Wednesday, May 30, 2012

Top 10 Apologies

Most of my clients are women. The women I work with are very self-aware and know what they’d like to change or improve. Sometimes, their self-awareness can backfire, especially, when it leads to excessive apologizing.

What makes women apologize for so much? Here’s my top 10 list of what women apologize for:

1)    Their choices/decisions
2)    Hurting someone’s feelings
3)    Their success
4)    Working long hours
5)    Not being more available to their children/spouse/parents/friends
6)    Not having a perfect family
7)    Not having a perfect home/house
8)    Spending too much money
9)    Not being a perfect mother
10)    Not doing more

If you are a professional woman and find yourself apologizing for any of these, you may want to consider working with a spiritual life coach. Spiritual life coaching can help you become more confident in your choices so you don’t have to apologize for being you. Contact me for a 30 minute complimentary coaching conversation to determine if this is for you.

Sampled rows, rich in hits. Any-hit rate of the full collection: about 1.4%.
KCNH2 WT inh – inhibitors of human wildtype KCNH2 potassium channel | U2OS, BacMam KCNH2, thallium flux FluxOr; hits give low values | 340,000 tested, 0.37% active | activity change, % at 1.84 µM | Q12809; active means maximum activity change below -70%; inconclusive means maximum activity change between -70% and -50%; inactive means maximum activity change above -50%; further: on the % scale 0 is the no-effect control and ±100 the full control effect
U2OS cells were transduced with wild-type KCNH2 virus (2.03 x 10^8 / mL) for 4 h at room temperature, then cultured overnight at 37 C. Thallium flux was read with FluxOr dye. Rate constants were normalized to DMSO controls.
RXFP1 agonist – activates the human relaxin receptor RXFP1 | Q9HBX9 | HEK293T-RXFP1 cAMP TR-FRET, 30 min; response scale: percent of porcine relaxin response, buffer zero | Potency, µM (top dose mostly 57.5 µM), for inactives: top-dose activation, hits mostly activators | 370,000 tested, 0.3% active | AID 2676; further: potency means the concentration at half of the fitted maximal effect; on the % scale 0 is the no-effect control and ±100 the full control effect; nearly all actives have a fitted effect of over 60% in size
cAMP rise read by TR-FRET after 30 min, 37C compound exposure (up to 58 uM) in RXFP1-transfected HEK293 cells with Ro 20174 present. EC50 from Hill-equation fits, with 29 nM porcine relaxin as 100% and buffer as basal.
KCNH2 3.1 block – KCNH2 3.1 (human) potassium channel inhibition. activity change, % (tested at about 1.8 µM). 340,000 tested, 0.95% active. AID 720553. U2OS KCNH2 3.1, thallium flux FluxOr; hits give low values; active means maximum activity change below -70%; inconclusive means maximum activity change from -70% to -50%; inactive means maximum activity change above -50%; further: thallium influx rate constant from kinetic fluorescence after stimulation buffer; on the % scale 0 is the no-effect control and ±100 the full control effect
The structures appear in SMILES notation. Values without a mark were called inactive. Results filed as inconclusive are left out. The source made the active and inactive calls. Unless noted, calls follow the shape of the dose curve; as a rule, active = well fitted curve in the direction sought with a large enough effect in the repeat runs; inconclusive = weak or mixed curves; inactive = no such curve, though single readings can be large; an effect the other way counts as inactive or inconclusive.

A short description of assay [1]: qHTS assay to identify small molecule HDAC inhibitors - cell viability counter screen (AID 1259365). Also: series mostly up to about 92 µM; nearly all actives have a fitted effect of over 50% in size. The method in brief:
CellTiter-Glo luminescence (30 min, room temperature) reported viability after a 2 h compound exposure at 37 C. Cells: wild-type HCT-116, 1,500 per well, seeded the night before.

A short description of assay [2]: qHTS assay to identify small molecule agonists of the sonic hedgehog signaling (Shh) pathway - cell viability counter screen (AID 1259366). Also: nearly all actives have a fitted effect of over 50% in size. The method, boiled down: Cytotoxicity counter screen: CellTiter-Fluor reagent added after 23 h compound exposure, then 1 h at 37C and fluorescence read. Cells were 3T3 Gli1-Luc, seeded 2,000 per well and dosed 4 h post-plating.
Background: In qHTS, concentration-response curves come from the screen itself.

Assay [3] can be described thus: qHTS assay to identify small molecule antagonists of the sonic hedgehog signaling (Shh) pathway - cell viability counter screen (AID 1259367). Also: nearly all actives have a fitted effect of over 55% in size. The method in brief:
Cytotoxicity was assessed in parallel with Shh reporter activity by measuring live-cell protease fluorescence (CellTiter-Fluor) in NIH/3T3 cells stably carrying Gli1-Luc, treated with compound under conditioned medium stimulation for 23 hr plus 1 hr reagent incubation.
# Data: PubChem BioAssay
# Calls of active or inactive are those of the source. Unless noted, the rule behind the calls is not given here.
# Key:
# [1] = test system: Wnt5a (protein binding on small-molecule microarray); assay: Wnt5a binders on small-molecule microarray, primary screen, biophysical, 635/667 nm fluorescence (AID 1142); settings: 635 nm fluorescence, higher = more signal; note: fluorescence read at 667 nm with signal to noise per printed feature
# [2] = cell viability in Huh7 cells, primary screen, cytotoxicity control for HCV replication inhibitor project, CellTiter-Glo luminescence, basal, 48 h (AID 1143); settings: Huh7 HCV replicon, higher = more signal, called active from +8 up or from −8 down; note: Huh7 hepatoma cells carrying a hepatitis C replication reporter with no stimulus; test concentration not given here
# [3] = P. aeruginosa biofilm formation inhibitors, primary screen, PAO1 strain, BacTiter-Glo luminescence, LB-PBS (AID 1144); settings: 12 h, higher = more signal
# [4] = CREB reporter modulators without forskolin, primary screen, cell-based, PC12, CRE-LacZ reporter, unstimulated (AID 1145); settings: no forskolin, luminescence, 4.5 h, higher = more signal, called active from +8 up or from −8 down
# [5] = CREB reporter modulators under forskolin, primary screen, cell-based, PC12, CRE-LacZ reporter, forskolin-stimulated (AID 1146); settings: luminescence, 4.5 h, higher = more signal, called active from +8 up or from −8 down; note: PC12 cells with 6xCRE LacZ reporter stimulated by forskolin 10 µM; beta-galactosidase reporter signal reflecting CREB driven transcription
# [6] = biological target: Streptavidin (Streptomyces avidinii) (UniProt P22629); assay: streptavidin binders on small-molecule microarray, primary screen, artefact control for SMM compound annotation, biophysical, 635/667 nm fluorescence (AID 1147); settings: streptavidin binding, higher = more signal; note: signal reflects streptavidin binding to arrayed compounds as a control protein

Tuesday, May 15, 2012

Disconnecting From Our Families

Why is it that the most complicated and challenging relationships are with the ones closest to us? I often hear that my clients get along well with co-workers and friends.  In fact, their out-of-family network is healthy and thriving. The story is somewhat different when it comes to the spouse, parents, siblings, and children. Here are some factors that come into play when relating to people closest to us:

1)    Role Play

Chances are if you are having difficulties with your child, it is because you are acting like a parent. When you identify with your role as a mother or a father, you act like what you think a mother or a father should act like. This of course has a lot to do with your upbringing and your own role models. So, it is a bit complicated. I am not a psychologist, so I won’t go there. What I do suggest though is to drop the role.